Sphaeropsis sapinea (Deuteromycota, Coelomycetes).

IEFC - Forest pests and diseases - Consult - <i>Sphaeropsis sapinea</i> (Deuteromycota, Coelomycetes).

Diplodia blight

Sphaeropsis sapinea (Deuteromycota, Coelomycetes).
Synonyms: Diplodia pinea, Granulodiplodia sapinea, Sphaeropsis ellisi

Diplodia dieback

Host tree

All pine species (Pinus) and particularly P. sylvestris, P. nigra, P. radiata P. taeda and P. halepensis, Grand fir (Abies grandis), Norway spruce (Picea abies), Douglas fir (Pseudotsuga menziesii) and Japanese cedar (Cryptomeria japonica).


  • Crooking, reddening and death of the terminal portion of the shoot (Photos 1 and 2).
  • In late spring or early summer, appearance of minute black fruiting bodies (pycnidia) on the dead needles, terminal shoots, cones and cankers. Usually needles bearing pycnidia (Photo 3) are ash grey and can be easily detached from the shoot.
  • Resin drops appear on the infected shoots and new shoots develop below the infected parts.
  • This fungus is sometimes associated with a number of different symptoms including shoot blight or dieback, stem cankers, cone and seed rots, root diseases and blue stain.
  • Timber of infected branches and trunk becomes slightly blue.


  • The disease causes considerable damage if infection occurs in successive years, or in epidemic situations.
  • It reduces growth and frequently results in tree death. In nurseries it can kill all the seedlings.


  • The fungus overwinters as fruiting bodies on dead needles, branches and cones.
  • Spores are released in early spring and new infections occur on buds before new needles start to elongate.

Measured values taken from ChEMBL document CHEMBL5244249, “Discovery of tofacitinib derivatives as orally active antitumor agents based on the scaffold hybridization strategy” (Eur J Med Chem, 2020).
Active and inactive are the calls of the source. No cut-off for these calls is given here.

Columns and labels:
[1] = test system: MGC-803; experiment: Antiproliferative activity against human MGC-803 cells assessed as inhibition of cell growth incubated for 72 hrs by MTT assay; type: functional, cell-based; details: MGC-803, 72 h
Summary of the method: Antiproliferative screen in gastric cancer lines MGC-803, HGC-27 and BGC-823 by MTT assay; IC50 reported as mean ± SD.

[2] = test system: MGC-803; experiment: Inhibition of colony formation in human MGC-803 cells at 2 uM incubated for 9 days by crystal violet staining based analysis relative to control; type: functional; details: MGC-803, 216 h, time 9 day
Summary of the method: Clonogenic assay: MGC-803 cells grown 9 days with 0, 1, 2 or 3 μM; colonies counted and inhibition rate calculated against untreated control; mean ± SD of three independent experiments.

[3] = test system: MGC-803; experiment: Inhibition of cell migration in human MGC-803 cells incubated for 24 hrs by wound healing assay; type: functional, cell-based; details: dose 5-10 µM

• In late spring or early summer symptoms such as reddening and crooking of the terminal shoot appear.

Risk factors

  • High humidity (70% to 80%) is very favourable for disease development.
  • Optimum temperature for spore germination is about 24º C.
  • Plants are more susceptible when wounds or other stress factors occur.

Pest management

Preventive measurements

  • The fungus overwinters on cones and needles, therefore avoid using them as mulch.
  • Nurseries should not be established in the vicinity of plantations. It is recommended that diseased seedlings and trees are destroyed. In nurseries irrigation should be done in the morning, so plants will dry quickly.
  • On trees, avoid to damage branches.
  • On susceptible hosts, pruning should be done in winter.

Curative control

  • There are no fungicides allowed in Spain, France or Portugal against this disease.
Photo 1: Diplodia blight on Pinus pinea.
Photo 2: Crooking of a branch of P. pinaster attacked by S. sapinea.
Photo 3: Fruiting bodies of S. sapinea on needles of P. pinaster.

Illustrations : 1-3: N. Fonseca.

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